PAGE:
White Cane Fund is About More Than Free Canes

A woman walking toward the camera with a white cane and the words White Cane Fund

To most sighted people, a white cane has a simple meaning: the person holding the cane is blind. But for the user, the meaning is more complex and personal. The cane, for many users, represents—and enables—independence. Each year, the Council’s White Cane Fund campaign pays for hundreds of white canes to be given away free to users all over Wisconsin. For the Council, the white cane has become a symbol for the many tools that support the dignity and empowerment of people living with vision loss.

In that spirit, the White Cane appeal has evolved from an effort to raise funds specifically for canes to a campaign for gifts that can support all of the Council’s core activities, including our advocacy efforts.

For example, the Council constantly advocates for better transportation options for non-drivers. From working with local governments to install accessible pedestrian signals to pushing for increased funding for specialized transportation in rural communities, the Council, along with our allies and coalition partners, is leading the charge on these issues. And our advocacy is getting results.

Council staff spends hundreds of hours working to change systems today that will benefit people with vision loss years into the future. Much of the advocacy groundwork taking place now may take years to pay off in systemic change, but that idea of paying it forward keeps us motivated. Transportation is just one example. We continually work with state and local officials on public health policy, voting equity, fair employment and access to information.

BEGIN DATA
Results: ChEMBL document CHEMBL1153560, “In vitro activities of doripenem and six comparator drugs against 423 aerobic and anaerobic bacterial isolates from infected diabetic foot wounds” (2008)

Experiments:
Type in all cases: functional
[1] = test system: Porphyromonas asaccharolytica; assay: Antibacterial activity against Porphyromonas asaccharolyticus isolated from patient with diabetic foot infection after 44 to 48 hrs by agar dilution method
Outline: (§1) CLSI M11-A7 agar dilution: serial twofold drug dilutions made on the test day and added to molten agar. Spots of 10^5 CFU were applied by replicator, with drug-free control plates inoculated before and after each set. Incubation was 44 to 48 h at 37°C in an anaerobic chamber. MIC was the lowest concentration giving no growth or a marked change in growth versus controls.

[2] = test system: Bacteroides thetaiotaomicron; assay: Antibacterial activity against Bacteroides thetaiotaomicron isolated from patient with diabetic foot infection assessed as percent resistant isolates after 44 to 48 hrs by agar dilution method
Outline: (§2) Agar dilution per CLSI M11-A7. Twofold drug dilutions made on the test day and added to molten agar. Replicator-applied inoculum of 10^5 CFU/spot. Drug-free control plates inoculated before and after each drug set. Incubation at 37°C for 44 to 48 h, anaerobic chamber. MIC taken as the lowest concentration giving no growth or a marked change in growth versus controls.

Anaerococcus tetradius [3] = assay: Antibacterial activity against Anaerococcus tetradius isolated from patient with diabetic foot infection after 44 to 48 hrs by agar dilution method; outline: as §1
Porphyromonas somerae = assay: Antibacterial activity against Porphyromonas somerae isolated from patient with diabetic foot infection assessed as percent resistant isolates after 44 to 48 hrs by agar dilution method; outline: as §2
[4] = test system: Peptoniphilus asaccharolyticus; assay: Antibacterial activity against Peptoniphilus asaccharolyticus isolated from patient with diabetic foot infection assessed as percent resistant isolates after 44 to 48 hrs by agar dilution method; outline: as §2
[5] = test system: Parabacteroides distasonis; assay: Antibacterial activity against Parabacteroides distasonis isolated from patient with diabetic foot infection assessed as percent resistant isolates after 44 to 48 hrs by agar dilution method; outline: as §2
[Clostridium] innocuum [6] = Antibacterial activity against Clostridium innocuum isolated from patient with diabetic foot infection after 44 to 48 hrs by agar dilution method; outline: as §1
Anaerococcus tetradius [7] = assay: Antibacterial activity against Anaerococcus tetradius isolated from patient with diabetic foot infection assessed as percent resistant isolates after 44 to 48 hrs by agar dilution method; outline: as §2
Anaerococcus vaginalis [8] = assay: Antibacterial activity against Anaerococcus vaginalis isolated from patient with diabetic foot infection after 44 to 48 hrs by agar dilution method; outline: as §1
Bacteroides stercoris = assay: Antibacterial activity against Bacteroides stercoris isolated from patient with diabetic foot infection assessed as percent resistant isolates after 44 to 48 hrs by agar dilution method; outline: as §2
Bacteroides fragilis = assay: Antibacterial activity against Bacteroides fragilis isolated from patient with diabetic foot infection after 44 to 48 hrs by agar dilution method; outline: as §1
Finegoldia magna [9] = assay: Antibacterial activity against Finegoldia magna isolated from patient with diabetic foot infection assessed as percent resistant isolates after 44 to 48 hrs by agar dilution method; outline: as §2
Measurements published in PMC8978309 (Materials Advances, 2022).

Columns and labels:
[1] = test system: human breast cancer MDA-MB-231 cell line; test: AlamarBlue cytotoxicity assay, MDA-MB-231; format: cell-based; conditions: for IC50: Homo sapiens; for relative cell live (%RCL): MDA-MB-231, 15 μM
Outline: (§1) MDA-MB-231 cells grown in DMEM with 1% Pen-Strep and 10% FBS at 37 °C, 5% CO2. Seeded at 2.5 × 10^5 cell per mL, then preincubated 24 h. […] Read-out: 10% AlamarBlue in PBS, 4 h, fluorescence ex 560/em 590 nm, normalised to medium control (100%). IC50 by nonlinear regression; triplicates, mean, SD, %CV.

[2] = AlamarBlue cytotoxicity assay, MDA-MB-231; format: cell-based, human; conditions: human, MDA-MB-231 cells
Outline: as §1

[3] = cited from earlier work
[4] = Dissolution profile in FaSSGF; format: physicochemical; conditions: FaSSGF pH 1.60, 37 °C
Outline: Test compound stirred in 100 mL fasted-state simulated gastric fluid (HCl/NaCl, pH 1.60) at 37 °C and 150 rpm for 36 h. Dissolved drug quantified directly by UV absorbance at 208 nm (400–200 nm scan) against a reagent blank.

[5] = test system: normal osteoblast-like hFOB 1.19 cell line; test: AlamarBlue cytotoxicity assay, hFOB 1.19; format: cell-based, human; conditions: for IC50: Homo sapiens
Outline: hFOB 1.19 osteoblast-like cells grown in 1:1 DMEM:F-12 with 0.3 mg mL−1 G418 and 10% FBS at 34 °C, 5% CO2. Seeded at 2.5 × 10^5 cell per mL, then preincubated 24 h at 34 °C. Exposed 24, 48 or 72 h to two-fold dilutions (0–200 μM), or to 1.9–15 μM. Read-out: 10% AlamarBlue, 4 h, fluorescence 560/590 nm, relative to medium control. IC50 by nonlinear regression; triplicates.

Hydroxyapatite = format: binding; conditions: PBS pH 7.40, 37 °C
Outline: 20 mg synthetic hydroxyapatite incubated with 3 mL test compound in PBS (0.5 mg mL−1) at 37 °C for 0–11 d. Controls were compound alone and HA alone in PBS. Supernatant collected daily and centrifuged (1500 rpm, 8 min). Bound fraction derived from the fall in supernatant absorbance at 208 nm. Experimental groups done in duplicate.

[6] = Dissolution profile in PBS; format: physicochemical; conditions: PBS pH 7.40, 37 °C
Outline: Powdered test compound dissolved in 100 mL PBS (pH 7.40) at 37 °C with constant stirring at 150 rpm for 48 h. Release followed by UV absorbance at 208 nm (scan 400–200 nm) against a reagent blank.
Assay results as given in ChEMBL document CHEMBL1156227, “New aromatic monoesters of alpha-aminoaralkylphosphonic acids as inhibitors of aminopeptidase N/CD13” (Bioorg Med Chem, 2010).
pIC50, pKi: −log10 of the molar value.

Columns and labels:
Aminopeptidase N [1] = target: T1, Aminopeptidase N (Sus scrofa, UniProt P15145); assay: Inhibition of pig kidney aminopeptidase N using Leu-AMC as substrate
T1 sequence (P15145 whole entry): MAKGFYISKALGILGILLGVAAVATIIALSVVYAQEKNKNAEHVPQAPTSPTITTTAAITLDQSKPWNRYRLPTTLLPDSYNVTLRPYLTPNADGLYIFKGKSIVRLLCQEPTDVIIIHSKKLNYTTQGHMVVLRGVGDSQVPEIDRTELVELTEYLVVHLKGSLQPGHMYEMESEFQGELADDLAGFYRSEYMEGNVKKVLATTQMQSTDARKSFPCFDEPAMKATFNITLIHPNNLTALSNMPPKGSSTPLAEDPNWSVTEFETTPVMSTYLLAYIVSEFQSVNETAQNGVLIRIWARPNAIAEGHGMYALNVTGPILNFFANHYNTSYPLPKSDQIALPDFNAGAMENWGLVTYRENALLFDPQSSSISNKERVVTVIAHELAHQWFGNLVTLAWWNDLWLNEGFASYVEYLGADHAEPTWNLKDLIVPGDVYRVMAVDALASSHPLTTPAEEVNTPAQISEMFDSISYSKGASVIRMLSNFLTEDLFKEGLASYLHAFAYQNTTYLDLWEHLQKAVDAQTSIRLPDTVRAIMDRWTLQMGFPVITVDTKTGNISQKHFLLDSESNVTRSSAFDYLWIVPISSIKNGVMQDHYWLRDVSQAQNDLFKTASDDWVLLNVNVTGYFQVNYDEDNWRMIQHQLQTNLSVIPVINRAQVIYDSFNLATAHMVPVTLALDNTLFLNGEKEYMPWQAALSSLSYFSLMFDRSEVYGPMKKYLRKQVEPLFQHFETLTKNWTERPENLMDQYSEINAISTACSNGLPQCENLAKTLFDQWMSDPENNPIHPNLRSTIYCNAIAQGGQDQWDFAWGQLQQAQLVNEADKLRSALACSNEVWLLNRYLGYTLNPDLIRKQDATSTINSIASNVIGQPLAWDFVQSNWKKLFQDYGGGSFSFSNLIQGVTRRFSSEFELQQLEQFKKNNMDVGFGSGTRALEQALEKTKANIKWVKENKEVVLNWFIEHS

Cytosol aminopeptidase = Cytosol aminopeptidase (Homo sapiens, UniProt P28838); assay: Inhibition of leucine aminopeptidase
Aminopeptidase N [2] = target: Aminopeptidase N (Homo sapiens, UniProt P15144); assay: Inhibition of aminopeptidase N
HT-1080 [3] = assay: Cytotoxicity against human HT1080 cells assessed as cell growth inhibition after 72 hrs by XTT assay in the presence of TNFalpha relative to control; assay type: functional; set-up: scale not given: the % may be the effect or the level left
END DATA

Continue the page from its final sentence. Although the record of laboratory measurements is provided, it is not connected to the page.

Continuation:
Gifts to the Council enable this work—work that’s happening every day.

Jeff Williamson recognizes the work. The retired UW-Madison Economics professor says he’s benefited from the Council’s services in multiple ways. Since his macular degeneration diagnosis in 2006, Jeff has been a Sharper Vision Store customer and has become more skilled with access technology. Home visits by Council Vision Services professionals have helped him with safety measures.

“Just to have this resource nearby is fantastic,” Jeff says. “People are so knowledgeable. I feel very lucky.” Jeff said he also felt less alone in his vision loss journey after connecting with the Council. “Talking with people there tended to ease the pain a great deal. You’re losing an important part of your life, but there are lots of other things left and they tell you that you can press on,” Jeff says. His experience with Council staff led to his decision to become a donor.

The Council is grateful for Jeff’s support, and for all the generous gifts we receive during our White Cane Appeal. They are the fuel on which the Council runs.

You can make a secure gift to the White Cane Fund by on our website at WCBlind.org/donate.

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